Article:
It’s school holidays here at the moment – summer holidays. Kids get bored after a few weeks at home. Looking for something to do the other day, Sausage started searching the book shelves in my office and discovered a book I was given when I was 11: “The Australian Girls’ Book of Crafts, Pets, Sports and Hobbies” by Prudence and Anthony Harvey. Having been published in 1969, it’s a little dated of course, but it still has some great ideas to keep a girl busy, from ‘archery’ through to ‘white mice’. My brother had the boy’s version and it’s interesting to note what was considered suitable for both boys and girls. Sadly, things like cooking, knitting and clothes care (ie washing and ironing) were considered girls only.
Sausage has long wanted a pet, so this book provided her with plenty of material to get her ideas flowing on what she wanted. I drew the line at white mice (I can’t stand the smell of mice) and her father wasn’t keen on rabbits (he’s a farmer, after all), so she finally decided on a budgie. Though Christmas has only just gone, I did agree that a pet for her would be good. We have a menagerie already, but none of them are ‘hers’, so something just for her would be good for teaching her care and responsibility.
I checked out the pet shop without her first – made sure there were no sweet little kittens or unbearably cute puppies. Fortunately the pet shop was still in its post-Christmas lull, so budgies and fish were about all he had. He had a cage full of budgies, every colour they can be, all chirping away. Then the pet shop man pointed at a cage behind me – “Or there’s this baby one, already finger trained.”
There, in a tiny cage, its head down in the corner, sat a tiny bundle of pure white misery. It perked up a little when he took it out, but as soon as he put it back, it went back to its corner.
My heart melted. No, I told myself, no sad cases. Get a healthy, happy budgie.
I took Sausage back later that day. I took her straight to the big cage, forcing myself not to look at the single bird in its solitary confinement. Sausage looked at all the budgies and her eyes opened wide. What colour? She stood there some time trying to decide. Then a mad chirruping came from behind us. The sad little baby bird was running up and down his cage, jumping and biting the bars. I could almost imagine him saying, “You came back for me! You came back for me! Take me hooooooome!”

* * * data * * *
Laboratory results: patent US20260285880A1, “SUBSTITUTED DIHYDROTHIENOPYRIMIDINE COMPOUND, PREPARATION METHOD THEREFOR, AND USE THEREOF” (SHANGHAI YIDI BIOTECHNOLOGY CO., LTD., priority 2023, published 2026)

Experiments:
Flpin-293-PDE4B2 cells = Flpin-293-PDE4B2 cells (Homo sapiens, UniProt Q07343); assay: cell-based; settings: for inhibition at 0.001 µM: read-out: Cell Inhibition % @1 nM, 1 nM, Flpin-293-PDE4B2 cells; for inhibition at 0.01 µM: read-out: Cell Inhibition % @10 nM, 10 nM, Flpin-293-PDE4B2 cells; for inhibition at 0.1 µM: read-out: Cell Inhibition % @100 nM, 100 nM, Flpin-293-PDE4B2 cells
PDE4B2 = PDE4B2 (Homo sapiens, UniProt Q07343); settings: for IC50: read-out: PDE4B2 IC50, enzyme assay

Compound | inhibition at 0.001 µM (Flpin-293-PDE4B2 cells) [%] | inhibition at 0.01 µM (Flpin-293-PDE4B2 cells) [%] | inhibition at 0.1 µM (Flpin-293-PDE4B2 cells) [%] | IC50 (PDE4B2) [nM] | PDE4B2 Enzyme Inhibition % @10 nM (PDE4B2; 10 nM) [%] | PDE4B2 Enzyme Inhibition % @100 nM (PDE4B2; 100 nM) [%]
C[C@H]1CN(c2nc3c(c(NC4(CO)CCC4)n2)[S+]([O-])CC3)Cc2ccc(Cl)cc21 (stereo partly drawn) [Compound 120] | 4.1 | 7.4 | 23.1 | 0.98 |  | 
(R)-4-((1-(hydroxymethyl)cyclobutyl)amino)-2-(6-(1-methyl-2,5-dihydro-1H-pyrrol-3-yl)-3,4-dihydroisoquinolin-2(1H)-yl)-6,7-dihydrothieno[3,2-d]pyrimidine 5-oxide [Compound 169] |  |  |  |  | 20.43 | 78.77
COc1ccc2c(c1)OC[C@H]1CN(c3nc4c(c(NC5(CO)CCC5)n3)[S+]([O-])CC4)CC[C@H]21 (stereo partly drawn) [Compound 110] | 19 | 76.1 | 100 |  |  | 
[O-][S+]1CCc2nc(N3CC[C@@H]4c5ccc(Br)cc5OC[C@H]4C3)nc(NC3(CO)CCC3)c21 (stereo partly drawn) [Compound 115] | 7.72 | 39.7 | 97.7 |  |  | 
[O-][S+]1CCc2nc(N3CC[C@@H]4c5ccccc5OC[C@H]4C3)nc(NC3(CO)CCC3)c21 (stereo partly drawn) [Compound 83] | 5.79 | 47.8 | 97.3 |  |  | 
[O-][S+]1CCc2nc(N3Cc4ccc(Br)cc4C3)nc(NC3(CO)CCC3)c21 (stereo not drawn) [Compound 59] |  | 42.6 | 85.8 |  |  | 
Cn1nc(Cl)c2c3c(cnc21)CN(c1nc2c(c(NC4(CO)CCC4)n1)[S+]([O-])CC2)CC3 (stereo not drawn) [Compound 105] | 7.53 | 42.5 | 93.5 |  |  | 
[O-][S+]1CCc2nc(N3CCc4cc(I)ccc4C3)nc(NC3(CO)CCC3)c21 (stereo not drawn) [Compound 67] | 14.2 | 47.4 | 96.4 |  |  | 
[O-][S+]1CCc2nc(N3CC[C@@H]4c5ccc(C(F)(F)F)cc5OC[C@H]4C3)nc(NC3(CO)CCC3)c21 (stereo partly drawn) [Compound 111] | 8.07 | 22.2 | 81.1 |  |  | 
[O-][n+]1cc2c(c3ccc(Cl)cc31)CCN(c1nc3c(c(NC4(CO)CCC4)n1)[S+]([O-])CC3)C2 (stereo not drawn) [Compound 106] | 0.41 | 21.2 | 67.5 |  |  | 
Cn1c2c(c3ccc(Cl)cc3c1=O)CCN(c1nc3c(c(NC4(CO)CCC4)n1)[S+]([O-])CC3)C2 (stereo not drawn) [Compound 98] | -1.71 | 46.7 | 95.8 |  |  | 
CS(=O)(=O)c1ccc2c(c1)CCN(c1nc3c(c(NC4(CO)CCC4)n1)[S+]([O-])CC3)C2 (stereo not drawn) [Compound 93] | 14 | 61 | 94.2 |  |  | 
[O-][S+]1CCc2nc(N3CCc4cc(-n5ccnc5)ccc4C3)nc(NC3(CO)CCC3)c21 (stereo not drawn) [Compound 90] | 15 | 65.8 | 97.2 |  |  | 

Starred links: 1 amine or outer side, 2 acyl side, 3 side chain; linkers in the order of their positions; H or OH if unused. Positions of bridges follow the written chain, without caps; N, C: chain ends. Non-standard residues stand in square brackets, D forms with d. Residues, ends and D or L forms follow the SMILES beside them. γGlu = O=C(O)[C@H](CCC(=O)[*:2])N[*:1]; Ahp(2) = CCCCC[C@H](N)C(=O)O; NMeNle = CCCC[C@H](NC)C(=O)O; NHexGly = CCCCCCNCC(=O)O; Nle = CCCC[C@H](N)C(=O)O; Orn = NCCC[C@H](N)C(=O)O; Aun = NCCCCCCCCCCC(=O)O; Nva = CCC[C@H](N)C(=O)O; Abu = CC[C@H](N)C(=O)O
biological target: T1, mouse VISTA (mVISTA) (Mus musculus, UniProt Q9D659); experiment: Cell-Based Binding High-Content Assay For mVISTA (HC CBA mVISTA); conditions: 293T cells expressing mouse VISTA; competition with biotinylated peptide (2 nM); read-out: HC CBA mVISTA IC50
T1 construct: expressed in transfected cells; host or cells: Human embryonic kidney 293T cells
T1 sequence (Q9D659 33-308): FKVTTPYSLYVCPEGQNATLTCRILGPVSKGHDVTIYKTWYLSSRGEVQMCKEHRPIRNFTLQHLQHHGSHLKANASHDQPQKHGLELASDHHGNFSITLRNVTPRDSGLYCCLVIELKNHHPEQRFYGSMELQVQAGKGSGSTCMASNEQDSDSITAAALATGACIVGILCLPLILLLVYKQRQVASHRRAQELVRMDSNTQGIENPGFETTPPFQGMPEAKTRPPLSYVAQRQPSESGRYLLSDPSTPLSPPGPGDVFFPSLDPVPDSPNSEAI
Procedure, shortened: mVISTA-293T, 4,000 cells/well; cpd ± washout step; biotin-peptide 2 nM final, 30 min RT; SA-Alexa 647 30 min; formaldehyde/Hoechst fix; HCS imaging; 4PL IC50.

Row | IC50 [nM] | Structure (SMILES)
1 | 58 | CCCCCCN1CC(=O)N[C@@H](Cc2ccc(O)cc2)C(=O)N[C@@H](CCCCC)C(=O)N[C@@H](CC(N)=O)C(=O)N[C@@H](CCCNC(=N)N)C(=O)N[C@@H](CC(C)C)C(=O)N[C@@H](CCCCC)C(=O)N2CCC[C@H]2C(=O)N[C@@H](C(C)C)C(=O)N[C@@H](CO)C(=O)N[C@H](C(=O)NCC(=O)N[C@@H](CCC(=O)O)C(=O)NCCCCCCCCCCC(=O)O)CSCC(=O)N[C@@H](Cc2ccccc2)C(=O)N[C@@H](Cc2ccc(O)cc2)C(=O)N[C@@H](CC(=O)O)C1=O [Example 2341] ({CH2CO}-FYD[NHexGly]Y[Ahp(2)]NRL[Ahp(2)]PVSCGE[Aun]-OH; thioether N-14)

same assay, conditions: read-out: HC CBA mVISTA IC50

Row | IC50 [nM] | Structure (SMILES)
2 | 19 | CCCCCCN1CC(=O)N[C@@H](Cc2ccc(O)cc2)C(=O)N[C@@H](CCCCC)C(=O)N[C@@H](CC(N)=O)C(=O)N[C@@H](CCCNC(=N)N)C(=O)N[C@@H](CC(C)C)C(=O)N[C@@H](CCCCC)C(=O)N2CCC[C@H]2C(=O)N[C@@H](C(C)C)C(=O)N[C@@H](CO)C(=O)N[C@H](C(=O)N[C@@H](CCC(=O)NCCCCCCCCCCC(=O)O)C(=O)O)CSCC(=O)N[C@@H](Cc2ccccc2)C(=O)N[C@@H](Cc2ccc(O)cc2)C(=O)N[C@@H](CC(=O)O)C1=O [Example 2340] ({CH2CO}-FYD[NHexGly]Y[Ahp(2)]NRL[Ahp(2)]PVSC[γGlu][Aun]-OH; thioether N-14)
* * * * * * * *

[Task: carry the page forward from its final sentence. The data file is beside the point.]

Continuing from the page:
Sausage took one look at him and was instantly besotted. Within five minutes he was ensconced in his new home (purple, of course) and in the car.
There’s been no sign of that sad little bird, now known as Ttokttok (Korean for smart), since we brought him home. He is so loved that he hardly gets time to sleep. Unfortunately the dog and cats are showing signs of loving him rather too much as well, so we’re going to have to find a safe place to hang his cage, but for now he’s on a small table in the kitchen and loving the constant attention from Sausage. We're not sure he is a he and not a she, (he’s too young to be able to tell), but Sausage is intent on teaching him to talk. Around here, it could be embarrassing what he picks up! Hopefully, nothing worse than, “Annie, get out! You stink!” or “Who left the door open?” But anything's possible.
I must think of some great literary phrases to teach him.